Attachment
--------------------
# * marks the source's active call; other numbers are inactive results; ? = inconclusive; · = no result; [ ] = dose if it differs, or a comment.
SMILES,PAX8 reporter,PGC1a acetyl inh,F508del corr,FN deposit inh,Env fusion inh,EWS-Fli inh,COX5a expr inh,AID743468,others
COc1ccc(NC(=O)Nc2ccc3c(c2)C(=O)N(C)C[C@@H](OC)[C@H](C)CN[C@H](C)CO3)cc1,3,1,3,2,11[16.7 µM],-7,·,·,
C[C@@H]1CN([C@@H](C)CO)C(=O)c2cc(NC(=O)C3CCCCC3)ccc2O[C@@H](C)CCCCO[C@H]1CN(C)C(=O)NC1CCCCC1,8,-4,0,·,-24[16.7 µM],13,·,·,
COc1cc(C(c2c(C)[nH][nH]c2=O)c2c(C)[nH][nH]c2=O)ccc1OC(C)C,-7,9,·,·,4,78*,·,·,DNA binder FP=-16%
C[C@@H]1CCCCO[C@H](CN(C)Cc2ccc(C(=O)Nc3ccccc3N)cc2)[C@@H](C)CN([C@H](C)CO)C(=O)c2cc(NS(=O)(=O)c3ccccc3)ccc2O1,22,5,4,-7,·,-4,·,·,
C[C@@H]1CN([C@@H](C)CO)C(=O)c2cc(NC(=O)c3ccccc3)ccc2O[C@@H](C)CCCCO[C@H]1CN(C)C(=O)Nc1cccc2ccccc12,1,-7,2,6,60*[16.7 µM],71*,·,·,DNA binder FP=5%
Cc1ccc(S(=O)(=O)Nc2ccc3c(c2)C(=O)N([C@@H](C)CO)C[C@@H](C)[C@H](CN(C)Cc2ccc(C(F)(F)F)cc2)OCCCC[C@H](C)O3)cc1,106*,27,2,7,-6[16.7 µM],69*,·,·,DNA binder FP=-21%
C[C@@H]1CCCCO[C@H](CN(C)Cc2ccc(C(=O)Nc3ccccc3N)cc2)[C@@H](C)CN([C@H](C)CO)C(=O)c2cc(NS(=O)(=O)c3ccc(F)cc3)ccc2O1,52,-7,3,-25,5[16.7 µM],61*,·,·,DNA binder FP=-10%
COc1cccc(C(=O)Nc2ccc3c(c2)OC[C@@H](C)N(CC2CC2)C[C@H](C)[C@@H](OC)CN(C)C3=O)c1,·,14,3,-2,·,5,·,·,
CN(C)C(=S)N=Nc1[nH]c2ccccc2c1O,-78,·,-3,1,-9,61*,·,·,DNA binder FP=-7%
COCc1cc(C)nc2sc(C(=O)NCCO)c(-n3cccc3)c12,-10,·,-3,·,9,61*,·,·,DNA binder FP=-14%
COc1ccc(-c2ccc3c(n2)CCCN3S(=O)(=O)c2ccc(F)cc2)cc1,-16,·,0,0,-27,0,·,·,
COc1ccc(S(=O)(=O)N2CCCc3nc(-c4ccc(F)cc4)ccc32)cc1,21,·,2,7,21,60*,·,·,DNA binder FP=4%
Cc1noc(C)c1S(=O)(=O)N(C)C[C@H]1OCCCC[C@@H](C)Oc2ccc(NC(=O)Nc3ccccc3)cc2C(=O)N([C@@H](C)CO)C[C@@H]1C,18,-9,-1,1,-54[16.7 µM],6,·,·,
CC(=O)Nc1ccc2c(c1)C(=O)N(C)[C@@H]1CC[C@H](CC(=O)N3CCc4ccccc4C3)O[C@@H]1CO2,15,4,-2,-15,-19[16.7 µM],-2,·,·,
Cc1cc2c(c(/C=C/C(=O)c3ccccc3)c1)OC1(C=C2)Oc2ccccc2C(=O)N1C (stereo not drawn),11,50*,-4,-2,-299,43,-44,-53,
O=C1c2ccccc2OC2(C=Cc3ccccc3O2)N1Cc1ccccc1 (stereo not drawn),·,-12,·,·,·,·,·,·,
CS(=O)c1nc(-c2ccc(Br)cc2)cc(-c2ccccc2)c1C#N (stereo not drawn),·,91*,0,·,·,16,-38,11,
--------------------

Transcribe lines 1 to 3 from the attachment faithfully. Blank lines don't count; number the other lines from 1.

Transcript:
# * marks the source's active call; other numbers are inactive results; ? = inconclusive; · = no result; [ ] = dose if it differs, or a comment.
SMILES,PAX8 reporter,PGC1a acetyl inh,F508del corr,FN deposit inh,Env fusion inh,EWS-Fli inh,COX5a expr inh,AID743468,others
COc1ccc(NC(=O)Nc2ccc3c(c2)C(=O)N(C)C[C@@H](OC)[C@H](C)CN[C@H](C)CO3)cc1,3,1,3,2,11[16.7 µM],-7,·,·,